This last question triggers a quickening volley of self-reflexive turns. After the students read aloud their predictable reflections on teaching, Professor Nelson asks: "What are you hearing?" A young man states the obvious: "Everyone seems to be reflecting on what their anxieties are." This is too straightforward an answer. Professor Nelson translates into ed-speak: "So writing gave you permission to think on paper about what’s there." Ed-speak dresses up the most mundane processes in dramatic terminology—one doesn’t just write, one is "given permission to think on the paper"; one doesn’t converse, one "negotiates meaning." Then, like a champion tennis player finishing off a set, Nelson reaches for the ultimate level of self-reflexivity and drives it home: "What was it like to listen to each other’s responses?"

The self-reflection isn’t over yet, however. The class next moves into small groups—along with in-class writing, the most pervasive gimmick in progressive classrooms today—to discuss a set of student-teaching guidelines. After ten minutes, Nelson interrupts the by-now lively and largely off-topic conversations, and asks: "Let’s talk about how you felt in these small groups." The students are picking up ed-speak. "It shifted the comfort zone," reveals one. "It was just acceptance; I felt the vibe going through the group." Another adds: "I felt really comfortable; I had trust there." Nelson senses a "teachable moment." "Let’s talk about that," she interjects. "We are building trust in this class; we are learning how to work with each other."

Now, let us note what this class was not: it was not about how to keep the attention of eight-year-olds or plan a lesson or make the Pilgrims real to first-graders. It did not, in other words, contain any material (with the exception of the student-teacher guidelines) from the outside world. Instead, it continuously spun its own subject matter out of itself. Like a relationship that consists of obsessively analyzing the relationship, the only content of the course was the course itself.

How did such navel-gazing come to be central to teacher education? It is the almost inevitable consequence of the Anything But Knowledge doctrine, born in a burst of quintessentially American anti-intellectual fervor in the wake of World War I. Educators within the federal government and at Columbia’s Teachers College issued a clarion call to schools: cast off the traditional academic curriculum and start preparing young people for the demands of modern life. America is a forward-looking country, they boasted; what need have we for such impractical disciplines as Greek, Latin, and higher math? Instead, let the students then flooding the schools take such useful courses as family membership, hygiene, and the worthy use of leisure time. "Life adjustment," not wisdom or learning, was to be the goal of education.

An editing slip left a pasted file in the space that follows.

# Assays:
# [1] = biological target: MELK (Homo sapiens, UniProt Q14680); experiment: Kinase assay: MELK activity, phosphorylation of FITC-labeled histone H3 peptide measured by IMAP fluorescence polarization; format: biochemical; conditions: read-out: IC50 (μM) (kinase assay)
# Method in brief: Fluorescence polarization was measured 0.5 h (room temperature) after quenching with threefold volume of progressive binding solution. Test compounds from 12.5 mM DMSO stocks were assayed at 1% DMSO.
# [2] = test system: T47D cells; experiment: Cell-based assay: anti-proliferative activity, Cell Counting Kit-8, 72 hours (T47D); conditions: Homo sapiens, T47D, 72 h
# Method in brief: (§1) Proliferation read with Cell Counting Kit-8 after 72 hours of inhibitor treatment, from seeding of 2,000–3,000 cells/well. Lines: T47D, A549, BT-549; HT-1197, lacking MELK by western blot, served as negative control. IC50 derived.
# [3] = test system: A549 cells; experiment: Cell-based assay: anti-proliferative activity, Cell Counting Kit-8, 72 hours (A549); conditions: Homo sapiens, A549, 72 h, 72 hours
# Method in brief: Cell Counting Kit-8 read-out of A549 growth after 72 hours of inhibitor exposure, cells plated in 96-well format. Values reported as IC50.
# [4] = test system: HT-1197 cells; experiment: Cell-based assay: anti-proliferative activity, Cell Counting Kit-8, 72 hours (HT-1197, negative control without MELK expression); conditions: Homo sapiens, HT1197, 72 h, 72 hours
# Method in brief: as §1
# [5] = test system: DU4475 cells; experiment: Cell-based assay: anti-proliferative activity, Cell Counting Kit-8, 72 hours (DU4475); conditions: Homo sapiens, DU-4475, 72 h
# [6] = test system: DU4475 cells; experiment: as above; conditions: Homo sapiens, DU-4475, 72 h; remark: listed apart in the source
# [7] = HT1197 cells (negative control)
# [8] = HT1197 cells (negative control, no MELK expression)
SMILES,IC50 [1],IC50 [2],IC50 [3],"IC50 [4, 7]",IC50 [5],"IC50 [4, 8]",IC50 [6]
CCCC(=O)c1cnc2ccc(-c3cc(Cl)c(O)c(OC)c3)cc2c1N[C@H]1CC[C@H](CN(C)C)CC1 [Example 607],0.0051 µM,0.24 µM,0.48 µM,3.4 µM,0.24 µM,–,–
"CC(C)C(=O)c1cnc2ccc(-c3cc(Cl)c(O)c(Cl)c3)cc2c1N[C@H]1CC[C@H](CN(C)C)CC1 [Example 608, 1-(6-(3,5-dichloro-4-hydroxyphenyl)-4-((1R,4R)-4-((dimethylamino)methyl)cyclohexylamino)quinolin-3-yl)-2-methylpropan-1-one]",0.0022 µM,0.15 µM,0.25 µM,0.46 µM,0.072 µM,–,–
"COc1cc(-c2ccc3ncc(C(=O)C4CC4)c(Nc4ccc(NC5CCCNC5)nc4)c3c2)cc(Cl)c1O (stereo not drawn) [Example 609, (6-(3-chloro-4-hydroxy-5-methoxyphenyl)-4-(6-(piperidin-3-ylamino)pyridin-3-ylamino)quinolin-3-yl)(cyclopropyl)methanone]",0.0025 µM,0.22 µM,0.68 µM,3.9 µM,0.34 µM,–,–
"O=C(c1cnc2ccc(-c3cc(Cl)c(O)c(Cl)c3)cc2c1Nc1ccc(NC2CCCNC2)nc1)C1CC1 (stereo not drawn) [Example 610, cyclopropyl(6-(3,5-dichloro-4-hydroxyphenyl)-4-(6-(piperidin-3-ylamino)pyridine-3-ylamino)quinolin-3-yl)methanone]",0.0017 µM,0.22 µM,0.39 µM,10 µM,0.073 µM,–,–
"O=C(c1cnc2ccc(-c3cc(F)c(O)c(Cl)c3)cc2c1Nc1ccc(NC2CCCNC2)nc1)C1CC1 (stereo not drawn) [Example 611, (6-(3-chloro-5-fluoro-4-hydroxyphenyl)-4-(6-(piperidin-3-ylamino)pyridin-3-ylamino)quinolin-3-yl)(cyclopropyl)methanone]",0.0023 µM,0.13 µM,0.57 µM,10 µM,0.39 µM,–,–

The early decades of this century forged the central educational fallacy of our time: that one can think without having anything to think about. Knowledge is changing too fast to be transmitted usefully to students, argued William Heard Kilpatrick of Teachers College, the most influential American educator of the century; instead of teaching children dead facts and figures, schools should teach them "critical thinking," he wrote in 1925. What matters is not what you know, but whether you know how to look it up, so that you can be a "lifelong learner."

Two final doctrines rounded out the indelible legacy of progressivism. First, Harold Rugg’s The Child-Centered School (1928) shifted the locus of power in the classroom from the teacher to the student. In a child-centered class, the child determines what he wants to learn. Forcing children into an existing curriculum inhibits their self-actualization, Rugg argued, just as forcing them into neat rows of chairs and desks inhibits their creativity. The teacher becomes an enabler, an advisor; not, heaven forbid, the transmitter of a pre-existing body of ideas, texts, or, worst of all, facts. In today’s jargon, the child should "construct" his own knowledge rather than passively receive it. By the late 1920s, students were moving their chairs around to form groups of "active learners" pursuing their own individual interests, and, instead of a curriculum, the student-centered classroom followed just one principle: "activity leading to further activity without badness," in Kilpatrick’s words. Today’s educators still present these seven-decade-old practices as cutting-edge.